Bendix Anderson in Legal/Financial on July 11, 2019
Co-ops and condominiums with non-union employees would have to pay them a prevailing wage in order to qualify for coveted tax abatements – if Governor Andrew Cuomo signs a bill recently passed by the state Legislature. In response, the Council of New York Cooperatives & Condominiums (CNYC) has mounted a call-in and letter-writing campaign, urging Cuomo to veto the proposal.
“It could be disastrous,” says Mary Ann Rothman, executive director of CNYC. “There are lots and lots of buildings to which this would be extremely costly.”
If the proposal becomes law, many co-op and condo boards will need to certify that their non-unionized service employees earn at least the relevant “prevailing wage” in order to claim the state’s Cooperative and Condominium Tax Abatement, starting in fiscal year 2020. These prevailing wages are set by the New York City Comptroller, based on the pay and benefit packages negotiated by the Service Employees International Union, Local 32BJ. Buildings that pay their workers prevailing wages will have to pay them more than $70,000 a year – more than twice the minimum wage.
The law would apply to any building with an average property tax appraisal of more than $60,000 per unit. (An apartment with such an assessment would have a market value of roughly $750,000 to $800,000.) Many of those are smaller co-ops and condos, with as few as a dozen units, says Rothman.
“This is going to fall on buildings that don’t have the financial capacity to pay prevailing wages,” says Stuart Saft, chairman of CNYC and head of the New York Real Estate Practice Group at law firm Holland & Knight.
Many of these buildings depend on the abatement, which was created in 1996 as a first step toward equalizing tax treatment between co-op and condo owners and owners of single-family homes. The abatement reduces property taxes between 17.5 percent and 28.1 percent, depending on the average assessed value of the units in the development.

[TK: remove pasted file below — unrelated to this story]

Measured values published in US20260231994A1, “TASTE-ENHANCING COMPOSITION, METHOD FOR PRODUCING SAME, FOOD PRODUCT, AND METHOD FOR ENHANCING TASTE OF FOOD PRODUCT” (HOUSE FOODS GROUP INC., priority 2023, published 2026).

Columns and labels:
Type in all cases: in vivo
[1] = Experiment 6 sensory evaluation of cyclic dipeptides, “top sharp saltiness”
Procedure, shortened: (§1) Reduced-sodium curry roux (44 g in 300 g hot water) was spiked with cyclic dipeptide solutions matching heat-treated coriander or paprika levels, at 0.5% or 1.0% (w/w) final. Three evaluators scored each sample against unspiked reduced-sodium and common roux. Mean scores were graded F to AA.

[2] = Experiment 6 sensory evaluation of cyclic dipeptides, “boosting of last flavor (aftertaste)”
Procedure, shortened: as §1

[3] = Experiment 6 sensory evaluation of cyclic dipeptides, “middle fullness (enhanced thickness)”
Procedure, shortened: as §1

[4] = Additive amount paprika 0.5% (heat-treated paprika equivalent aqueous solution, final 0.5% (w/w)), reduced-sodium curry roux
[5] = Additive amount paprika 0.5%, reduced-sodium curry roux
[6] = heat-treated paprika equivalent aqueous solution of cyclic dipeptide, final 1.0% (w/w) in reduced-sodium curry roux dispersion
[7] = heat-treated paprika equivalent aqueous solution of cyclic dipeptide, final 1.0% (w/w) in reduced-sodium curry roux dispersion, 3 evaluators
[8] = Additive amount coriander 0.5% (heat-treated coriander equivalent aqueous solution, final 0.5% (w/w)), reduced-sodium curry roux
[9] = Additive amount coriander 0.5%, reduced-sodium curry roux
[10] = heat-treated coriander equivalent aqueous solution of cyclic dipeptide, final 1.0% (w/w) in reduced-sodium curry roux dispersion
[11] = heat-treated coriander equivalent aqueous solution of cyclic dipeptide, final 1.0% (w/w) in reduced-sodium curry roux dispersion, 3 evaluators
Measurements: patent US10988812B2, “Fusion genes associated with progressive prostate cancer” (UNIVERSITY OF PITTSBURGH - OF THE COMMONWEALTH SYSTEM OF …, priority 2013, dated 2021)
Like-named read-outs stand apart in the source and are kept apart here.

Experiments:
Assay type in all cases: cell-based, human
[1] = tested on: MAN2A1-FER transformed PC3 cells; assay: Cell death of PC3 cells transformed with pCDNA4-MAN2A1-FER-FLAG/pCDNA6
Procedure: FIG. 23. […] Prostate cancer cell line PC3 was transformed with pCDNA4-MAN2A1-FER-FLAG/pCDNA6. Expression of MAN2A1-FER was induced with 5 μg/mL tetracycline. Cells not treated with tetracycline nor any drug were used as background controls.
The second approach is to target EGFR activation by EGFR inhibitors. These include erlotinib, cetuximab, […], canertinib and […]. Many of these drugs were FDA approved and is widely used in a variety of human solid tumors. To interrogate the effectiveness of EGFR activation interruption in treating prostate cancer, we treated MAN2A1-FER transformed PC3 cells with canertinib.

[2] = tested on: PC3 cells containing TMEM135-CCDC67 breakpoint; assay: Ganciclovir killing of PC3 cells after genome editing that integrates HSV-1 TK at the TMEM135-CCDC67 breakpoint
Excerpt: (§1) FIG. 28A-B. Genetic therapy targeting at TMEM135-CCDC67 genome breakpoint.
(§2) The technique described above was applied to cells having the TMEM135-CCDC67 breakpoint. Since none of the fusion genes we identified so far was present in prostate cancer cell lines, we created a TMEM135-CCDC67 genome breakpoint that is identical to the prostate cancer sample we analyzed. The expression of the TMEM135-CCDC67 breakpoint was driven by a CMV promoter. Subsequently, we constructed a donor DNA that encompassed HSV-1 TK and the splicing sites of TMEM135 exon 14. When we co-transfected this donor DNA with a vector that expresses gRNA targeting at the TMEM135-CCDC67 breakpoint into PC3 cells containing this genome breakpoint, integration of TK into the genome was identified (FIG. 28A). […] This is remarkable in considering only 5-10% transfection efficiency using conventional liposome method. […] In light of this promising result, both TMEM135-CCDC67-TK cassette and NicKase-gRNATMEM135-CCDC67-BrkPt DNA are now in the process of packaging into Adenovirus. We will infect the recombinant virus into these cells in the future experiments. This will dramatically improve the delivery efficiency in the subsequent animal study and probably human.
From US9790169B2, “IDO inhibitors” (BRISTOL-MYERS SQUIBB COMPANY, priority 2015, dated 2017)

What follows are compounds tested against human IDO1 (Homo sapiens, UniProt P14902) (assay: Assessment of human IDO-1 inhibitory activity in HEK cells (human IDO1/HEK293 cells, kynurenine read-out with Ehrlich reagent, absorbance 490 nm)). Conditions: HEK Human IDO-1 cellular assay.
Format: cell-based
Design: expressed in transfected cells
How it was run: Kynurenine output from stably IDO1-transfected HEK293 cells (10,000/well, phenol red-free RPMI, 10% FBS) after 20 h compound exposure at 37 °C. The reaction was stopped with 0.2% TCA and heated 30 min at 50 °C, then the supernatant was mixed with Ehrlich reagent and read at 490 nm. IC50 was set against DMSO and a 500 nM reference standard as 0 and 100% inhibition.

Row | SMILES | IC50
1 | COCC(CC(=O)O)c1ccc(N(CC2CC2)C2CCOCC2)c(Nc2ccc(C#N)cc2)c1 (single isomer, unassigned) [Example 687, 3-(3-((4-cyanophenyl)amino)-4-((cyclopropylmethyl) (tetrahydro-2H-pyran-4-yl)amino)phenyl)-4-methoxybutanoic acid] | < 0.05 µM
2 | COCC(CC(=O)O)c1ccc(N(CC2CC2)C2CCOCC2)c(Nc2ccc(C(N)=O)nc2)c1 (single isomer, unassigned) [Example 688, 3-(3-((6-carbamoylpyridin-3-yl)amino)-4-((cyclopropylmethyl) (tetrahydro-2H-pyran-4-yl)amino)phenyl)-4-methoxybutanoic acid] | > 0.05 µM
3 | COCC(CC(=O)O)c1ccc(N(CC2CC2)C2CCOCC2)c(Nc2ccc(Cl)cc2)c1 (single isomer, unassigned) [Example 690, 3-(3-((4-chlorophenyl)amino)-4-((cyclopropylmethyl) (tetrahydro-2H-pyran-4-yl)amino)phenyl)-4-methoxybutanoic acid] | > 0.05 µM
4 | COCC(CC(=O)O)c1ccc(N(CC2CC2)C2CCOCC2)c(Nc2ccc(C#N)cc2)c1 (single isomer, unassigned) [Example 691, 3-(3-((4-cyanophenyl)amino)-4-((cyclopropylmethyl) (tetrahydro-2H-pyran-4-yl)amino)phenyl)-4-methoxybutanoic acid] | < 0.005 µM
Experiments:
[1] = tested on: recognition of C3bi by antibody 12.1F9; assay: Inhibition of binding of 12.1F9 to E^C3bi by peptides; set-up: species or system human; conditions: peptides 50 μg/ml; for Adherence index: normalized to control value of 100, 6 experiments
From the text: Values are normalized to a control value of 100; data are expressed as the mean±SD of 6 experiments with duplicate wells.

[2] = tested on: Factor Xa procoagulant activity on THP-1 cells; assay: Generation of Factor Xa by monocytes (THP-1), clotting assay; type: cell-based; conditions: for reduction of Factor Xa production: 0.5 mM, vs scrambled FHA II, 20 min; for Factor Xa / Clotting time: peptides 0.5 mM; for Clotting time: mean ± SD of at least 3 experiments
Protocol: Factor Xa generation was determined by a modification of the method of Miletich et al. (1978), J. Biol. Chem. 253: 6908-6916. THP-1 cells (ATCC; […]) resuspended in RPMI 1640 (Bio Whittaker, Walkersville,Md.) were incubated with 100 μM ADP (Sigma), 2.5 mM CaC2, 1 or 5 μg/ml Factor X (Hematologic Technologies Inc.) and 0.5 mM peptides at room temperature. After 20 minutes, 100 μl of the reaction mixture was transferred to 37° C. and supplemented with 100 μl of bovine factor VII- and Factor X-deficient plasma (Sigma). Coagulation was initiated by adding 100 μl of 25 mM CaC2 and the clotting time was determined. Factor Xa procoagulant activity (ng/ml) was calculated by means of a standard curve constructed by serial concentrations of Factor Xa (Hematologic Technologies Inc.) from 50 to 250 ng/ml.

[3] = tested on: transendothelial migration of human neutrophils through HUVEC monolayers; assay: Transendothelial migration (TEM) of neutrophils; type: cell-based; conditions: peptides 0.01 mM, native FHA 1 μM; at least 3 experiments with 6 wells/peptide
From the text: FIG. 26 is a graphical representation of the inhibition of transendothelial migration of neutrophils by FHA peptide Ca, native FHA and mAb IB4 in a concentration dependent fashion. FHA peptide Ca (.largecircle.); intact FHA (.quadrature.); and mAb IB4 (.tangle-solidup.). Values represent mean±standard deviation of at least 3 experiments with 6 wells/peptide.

Both the New York State Assembly and Senate passed versions of the proposal just before the end of the legislative session in June, along with a flurry of other bills. Cuomo will eventually veto these bills or sign them into law, typically by the end of the year, before the start of the next legislative session.
“There are several hundred pieces of legislation on their way to the governor’s desk,” says Rothman. “I sure hope he vetoes [the prevailing-wage requirement]. We’ve been working our tails off.” Cuomo’s office did not respond to a request for a comment.
“The co-op and condo property tax abatement has been one of those benefits that has been subject to a lot of scrutiny,” says attorney Erica Buckley, head of the cooperative and condominium practice at Nixon Peabody. “There has been a lot of conversation on whether or not to keep it.”
The city’s Advisory Commission on Property Tax Reform began studying ways to revamp the system of assessing and collecting property taxes last year. The commission was to produce recommendations early this year, but so far has not done so.
Early this month, Cuomo signed into law a two-year extension of the tax abatement for co-ops and condominiums. While welcomed by co-op and condo advocates, the extension is not the major reform many are hoping for. Instead it’s a Band-Aid, says Rothman, who adds: “I wish the Band-Aid would be for four years or five years.”
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